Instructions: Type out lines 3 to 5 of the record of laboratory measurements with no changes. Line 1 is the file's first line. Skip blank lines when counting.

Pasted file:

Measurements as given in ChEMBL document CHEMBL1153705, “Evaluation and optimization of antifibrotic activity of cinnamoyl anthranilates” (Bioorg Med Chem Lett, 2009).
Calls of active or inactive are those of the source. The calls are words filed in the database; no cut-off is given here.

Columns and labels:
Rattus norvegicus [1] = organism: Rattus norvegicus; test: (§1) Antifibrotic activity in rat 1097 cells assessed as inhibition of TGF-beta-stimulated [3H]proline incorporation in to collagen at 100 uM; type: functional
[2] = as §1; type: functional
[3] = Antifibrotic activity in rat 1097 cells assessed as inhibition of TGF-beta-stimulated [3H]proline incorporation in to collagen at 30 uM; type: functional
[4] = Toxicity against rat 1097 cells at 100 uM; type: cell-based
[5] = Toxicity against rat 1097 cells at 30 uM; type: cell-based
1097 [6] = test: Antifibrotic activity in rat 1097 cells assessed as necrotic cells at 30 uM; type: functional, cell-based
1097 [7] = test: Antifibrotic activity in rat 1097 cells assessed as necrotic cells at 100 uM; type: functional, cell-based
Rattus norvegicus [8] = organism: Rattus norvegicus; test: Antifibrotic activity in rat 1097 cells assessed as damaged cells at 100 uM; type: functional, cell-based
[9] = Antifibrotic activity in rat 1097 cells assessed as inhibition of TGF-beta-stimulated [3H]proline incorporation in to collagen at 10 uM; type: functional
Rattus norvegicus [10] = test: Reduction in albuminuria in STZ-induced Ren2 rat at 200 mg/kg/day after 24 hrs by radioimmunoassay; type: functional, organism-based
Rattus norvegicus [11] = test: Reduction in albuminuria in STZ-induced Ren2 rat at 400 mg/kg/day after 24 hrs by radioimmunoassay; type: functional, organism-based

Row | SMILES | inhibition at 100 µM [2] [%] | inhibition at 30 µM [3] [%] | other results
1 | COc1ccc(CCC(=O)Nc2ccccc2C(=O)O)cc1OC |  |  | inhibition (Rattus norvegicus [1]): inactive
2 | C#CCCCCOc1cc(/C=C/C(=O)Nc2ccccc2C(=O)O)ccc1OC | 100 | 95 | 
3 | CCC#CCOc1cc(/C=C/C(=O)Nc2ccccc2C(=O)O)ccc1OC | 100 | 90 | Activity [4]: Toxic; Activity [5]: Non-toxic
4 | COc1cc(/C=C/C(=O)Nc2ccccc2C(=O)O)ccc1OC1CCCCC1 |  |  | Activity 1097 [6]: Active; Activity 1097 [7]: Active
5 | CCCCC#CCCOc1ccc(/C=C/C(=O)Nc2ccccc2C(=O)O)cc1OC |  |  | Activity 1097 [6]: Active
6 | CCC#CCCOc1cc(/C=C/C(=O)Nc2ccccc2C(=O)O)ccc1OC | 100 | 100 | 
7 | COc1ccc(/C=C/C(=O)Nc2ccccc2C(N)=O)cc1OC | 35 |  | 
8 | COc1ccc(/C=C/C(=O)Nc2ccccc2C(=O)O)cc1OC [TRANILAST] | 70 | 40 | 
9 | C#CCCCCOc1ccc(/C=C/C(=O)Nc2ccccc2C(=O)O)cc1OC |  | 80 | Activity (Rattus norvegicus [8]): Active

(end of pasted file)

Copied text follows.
Columns and labels:
Rattus norvegicus [1] = organism: Rattus norvegicus; test: (§1) Antifibrotic activity in rat 1097 cells assessed as inhibition of TGF-beta-stimulated [3H]proline incorporation in to collagen at 100 uM; type: functional
[2] = as §1; type: functional